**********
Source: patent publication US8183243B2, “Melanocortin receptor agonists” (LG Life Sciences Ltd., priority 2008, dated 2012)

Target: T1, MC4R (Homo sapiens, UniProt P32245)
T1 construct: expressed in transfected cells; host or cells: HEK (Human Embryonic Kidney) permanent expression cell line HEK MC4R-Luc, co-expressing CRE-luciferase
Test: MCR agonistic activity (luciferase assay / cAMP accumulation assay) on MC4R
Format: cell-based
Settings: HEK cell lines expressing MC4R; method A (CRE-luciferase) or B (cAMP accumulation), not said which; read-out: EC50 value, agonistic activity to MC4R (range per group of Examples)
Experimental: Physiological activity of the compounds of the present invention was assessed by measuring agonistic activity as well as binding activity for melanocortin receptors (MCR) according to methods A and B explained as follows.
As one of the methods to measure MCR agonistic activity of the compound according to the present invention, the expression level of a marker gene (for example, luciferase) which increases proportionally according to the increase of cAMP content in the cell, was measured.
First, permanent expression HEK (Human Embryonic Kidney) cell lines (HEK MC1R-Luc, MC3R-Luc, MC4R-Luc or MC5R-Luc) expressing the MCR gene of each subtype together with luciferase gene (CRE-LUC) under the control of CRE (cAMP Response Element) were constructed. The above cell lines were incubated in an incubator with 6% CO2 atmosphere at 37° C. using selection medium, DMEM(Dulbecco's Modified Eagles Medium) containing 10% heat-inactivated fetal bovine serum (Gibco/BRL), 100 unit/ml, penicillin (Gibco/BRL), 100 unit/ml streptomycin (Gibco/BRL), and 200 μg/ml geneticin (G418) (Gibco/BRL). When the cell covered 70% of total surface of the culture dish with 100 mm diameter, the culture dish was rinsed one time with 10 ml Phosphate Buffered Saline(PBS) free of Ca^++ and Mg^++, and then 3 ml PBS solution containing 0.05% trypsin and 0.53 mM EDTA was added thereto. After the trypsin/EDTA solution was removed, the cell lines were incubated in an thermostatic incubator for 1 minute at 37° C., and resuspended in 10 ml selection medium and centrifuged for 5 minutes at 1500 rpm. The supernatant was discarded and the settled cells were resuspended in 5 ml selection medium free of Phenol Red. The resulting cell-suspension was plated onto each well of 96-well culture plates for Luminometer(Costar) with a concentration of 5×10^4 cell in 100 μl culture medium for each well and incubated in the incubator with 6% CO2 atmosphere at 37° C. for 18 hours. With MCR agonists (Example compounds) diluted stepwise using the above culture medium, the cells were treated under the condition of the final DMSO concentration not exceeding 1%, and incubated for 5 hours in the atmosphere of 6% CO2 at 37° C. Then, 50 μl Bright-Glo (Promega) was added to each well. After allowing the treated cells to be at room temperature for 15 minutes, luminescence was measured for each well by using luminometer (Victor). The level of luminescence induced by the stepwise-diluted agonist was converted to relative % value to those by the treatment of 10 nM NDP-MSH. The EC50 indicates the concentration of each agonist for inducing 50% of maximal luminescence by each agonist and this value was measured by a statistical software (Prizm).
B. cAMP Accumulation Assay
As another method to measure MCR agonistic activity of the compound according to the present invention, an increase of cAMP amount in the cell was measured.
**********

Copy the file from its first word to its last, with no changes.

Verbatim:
Source: patent publication US8183243B2, “Melanocortin receptor agonists” (LG Life Sciences Ltd., priority 2008, dated 2012)

Target: T1, MC4R (Homo sapiens, UniProt P32245)
T1 construct: expressed in transfected cells; host or cells: HEK (Human Embryonic Kidney) permanent expression cell line HEK MC4R-Luc, co-expressing CRE-luciferase
Test: MCR agonistic activity (luciferase assay / cAMP accumulation assay) on MC4R
Format: cell-based
Settings: HEK cell lines expressing MC4R; method A (CRE-luciferase) or B (cAMP accumulation), not said which; read-out: EC50 value, agonistic activity to MC4R (range per group of Examples)
Experimental: Physiological activity of the compounds of the present invention was assessed by measuring agonistic activity as well as binding activity for melanocortin receptors (MCR) according to methods A and B explained as follows.
As one of the methods to measure MCR agonistic activity of the compound according to the present invention, the expression level of a marker gene (for example, luciferase) which increases proportionally according to the increase of cAMP content in the cell, was measured.
First, permanent expression HEK (Human Embryonic Kidney) cell lines (HEK MC1R-Luc, MC3R-Luc, MC4R-Luc or MC5R-Luc) expressing the MCR gene of each subtype together with luciferase gene (CRE-LUC) under the control of CRE (cAMP Response Element) were constructed. The above cell lines were incubated in an incubator with 6% CO2 atmosphere at 37° C. using selection medium, DMEM(Dulbecco's Modified Eagles Medium) containing 10% heat-inactivated fetal bovine serum (Gibco/BRL), 100 unit/ml, penicillin (Gibco/BRL), 100 unit/ml streptomycin (Gibco/BRL), and 200 μg/ml geneticin (G418) (Gibco/BRL). When the cell covered 70% of total surface of the culture dish with 100 mm diameter, the culture dish was rinsed one time with 10 ml Phosphate Buffered Saline(PBS) free of Ca^++ and Mg^++, and then 3 ml PBS solution containing 0.05% trypsin and 0.53 mM EDTA was added thereto. After the trypsin/EDTA solution was removed, the cell lines were incubated in an thermostatic incubator for 1 minute at 37° C., and resuspended in 10 ml selection medium and centrifuged for 5 minutes at 1500 rpm. The supernatant was discarded and the settled cells were resuspended in 5 ml selection medium free of Phenol Red. The resulting cell-suspension was plated onto each well of 96-well culture plates for Luminometer(Costar) with a concentration of 5×10^4 cell in 100 μl culture medium for each well and incubated in the incubator with 6% CO2 atmosphere at 37° C. for 18 hours. With MCR agonists (Example compounds) diluted stepwise using the above culture medium, the cells were treated under the condition of the final DMSO concentration not exceeding 1%, and incubated for 5 hours in the atmosphere of 6% CO2 at 37° C. Then, 50 μl Bright-Glo (Promega) was added to each well. After allowing the treated cells to be at room temperature for 15 minutes, luminescence was measured for each well by using luminometer (Victor). The level of luminescence induced by the stepwise-diluted agonist was converted to relative % value to those by the treatment of 10 nM NDP-MSH. The EC50 indicates the concentration of each agonist for inducing 50% of maximal luminescence by each agonist and this value was measured by a statistical software (Prizm).
B. cAMP Accumulation Assay
As another method to measure MCR agonistic activity of the compound according to the present invention, an increase of cAMP amount in the cell was measured.